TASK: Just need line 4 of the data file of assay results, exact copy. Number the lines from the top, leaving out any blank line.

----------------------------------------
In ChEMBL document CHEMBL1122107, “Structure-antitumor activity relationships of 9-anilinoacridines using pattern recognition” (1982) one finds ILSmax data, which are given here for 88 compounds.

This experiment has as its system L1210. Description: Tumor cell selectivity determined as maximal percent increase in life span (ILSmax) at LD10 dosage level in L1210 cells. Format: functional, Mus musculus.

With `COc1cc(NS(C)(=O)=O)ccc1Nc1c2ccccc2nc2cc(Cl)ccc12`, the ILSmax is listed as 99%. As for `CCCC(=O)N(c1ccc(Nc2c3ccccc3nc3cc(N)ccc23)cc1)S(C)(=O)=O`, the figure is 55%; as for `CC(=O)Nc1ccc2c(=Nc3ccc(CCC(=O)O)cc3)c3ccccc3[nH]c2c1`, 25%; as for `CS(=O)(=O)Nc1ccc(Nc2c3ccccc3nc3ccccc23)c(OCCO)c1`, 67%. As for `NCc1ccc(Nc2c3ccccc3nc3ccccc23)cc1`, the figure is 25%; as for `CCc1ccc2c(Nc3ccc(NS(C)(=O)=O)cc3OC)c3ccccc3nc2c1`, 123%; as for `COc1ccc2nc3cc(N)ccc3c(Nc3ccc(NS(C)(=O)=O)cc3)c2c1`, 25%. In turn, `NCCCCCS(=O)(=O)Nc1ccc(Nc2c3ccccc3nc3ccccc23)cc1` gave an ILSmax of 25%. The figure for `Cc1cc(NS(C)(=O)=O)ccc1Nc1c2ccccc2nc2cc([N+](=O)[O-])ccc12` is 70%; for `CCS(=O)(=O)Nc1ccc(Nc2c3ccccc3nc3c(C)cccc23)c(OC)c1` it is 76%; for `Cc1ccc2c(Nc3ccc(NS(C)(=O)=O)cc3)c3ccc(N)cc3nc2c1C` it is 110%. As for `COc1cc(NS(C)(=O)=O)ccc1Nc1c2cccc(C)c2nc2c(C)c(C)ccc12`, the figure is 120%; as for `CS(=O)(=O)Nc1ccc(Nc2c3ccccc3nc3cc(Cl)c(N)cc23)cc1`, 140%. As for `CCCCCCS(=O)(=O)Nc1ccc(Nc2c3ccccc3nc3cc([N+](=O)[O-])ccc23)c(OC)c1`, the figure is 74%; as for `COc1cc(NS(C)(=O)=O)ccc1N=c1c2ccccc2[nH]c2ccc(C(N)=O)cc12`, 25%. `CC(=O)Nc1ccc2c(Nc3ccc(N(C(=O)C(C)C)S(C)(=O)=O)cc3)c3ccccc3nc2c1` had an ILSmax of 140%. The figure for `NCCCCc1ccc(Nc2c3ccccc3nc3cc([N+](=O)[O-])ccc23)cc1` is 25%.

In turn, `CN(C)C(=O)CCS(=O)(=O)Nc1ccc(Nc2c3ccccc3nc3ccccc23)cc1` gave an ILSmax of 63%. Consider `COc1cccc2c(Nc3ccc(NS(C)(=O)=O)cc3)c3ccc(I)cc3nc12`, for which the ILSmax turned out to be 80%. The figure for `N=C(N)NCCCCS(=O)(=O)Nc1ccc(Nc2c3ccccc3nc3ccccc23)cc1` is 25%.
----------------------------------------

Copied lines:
In turn, `CN(C)C(=O)CCS(=O)(=O)Nc1ccc(Nc2c3ccccc3nc3ccccc23)cc1` gave an ILSmax of 63%. Consider `COc1cccc2c(Nc3ccc(NS(C)(=O)=O)cc3)c3ccc(I)cc3nc12`, for which the ILSmax turned out to be 80%. The figure for `N=C(N)NCCCCS(=O)(=O)Nc1ccc(Nc2c3ccccc3nc3ccccc23)cc1` is 25%.